This is really cool. Turns out there’s no evidence at all for the standard economics story about how money developed as a side effect of it being hard to exchange dis-similar goods. When people had to exchange dis-similar goods, they did it by social norms about what was “fair” as payback, or favor-trading.
Related from one of the comments.
So if credit preceded hard currency, why was hard currency developed?
The emerging consensus among historians over the last ten years is that markets based on the use of actual bullion or currency in daily transactions are almost everywhere a side-effect of war. If you think about this, it makes sense. Why did they choose gold and silver as the universal currency of exchange? Well, gold and silver were the sort of things that soldiers were most likely to have a lot of on hand, since that is the easiest and most valuable thing to carry off if you’re looting and pillaging somewhere. But on the other hand, a soldier is the last person you’re going to want to extend credit to, since they are heavily armed and just passing through. So, soldiers wants of stuff (marketplaces always formed around an army), and they’ve got lots of these bits of precious metal; it makes sense that that’s where cash markets would emerge.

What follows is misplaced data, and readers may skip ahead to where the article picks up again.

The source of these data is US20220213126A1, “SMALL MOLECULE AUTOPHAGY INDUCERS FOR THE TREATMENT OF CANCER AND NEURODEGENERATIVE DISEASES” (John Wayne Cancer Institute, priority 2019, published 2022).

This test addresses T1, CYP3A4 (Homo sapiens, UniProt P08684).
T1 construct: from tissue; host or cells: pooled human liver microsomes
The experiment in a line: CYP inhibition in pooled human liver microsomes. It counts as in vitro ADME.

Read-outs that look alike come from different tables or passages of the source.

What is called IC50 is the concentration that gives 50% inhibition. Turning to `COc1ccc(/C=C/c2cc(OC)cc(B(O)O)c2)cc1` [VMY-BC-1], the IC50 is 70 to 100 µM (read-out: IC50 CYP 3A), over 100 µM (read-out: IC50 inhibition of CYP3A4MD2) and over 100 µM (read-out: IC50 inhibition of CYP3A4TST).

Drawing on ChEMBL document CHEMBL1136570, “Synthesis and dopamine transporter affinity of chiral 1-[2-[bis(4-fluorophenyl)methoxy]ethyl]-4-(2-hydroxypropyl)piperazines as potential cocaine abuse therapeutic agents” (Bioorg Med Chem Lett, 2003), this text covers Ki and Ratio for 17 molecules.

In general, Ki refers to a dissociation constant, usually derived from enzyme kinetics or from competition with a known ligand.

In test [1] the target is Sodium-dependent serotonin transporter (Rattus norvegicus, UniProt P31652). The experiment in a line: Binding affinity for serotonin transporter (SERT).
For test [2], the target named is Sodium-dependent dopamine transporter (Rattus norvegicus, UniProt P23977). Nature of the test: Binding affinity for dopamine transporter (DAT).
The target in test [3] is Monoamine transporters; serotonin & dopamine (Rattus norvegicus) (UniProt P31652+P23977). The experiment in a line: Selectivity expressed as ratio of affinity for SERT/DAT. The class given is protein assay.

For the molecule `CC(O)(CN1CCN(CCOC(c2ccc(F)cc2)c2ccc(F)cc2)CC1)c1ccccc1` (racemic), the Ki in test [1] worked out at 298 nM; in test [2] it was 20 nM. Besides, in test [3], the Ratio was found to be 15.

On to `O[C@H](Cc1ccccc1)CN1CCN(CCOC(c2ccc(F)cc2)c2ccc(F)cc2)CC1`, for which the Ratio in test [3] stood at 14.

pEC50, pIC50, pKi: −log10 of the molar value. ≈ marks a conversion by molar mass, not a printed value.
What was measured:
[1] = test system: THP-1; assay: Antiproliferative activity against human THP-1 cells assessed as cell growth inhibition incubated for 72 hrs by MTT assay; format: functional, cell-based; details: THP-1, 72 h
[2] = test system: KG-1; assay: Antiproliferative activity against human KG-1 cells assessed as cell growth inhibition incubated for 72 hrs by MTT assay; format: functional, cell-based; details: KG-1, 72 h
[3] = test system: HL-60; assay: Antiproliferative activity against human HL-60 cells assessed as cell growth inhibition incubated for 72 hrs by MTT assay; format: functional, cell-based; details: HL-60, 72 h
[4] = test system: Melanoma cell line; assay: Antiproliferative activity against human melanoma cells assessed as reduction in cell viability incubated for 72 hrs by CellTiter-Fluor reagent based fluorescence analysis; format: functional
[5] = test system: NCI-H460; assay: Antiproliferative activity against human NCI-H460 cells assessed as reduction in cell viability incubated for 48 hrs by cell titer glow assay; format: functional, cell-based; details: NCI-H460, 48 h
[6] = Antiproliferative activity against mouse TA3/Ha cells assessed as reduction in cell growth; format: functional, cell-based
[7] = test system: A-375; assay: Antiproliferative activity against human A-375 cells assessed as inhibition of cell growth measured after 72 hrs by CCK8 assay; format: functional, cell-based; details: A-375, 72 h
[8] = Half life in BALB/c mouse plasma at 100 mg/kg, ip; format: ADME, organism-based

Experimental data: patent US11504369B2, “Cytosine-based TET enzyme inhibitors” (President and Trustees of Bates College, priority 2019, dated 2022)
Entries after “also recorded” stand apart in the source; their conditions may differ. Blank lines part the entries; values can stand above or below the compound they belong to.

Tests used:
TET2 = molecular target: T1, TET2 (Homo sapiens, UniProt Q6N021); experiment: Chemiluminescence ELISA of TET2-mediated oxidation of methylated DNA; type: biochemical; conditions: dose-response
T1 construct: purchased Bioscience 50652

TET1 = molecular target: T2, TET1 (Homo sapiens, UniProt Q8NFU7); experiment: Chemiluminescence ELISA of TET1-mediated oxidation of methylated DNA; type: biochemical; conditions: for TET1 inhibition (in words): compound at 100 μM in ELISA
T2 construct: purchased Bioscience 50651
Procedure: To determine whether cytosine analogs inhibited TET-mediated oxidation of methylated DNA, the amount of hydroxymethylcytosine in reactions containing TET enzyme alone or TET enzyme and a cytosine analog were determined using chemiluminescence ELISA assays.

What seems to have happened is that states started systematizing the division of the loot into uniform pieces, eventually making them into coins. Then – and this is the big trick – they demanded those coins back, in taxes. One of the great mysteries, if you take the Adam Smith theory of the origin of money (that it arose from the inconveniences of barter), is, why did ancient kings want taxes at all? If gold and silver were naturally money, why not just grab the gold and silver mines directly and keep all of it? Indeed that is in fact what they did, so what’s the point of taking the gold that you already own, stamping your picture on it, handing it out and then saying, ‘OK, everybody, give it back’? The only logical explanation is that they were trying to create a market, and that also explains who they were giving it to. One of the big problems in the ancient world was how to feed one’s army. You have 50,000 people sitting around, and they’re going to eat pretty much anything standing in the area within about three weeks. How do you feed them? The easiest solution is to give the soldiers these metal coins and say, ‘OK, everyone in the kingdom is required to give me one of these coins’. Suddenly the whole population has to figure out a way to give the soldiers what they want in exchange for the coins. So you’re effectively employing your entire kingdom to feed your soldiers. Commercial markets are essentially, then, a by-product of military operations by states.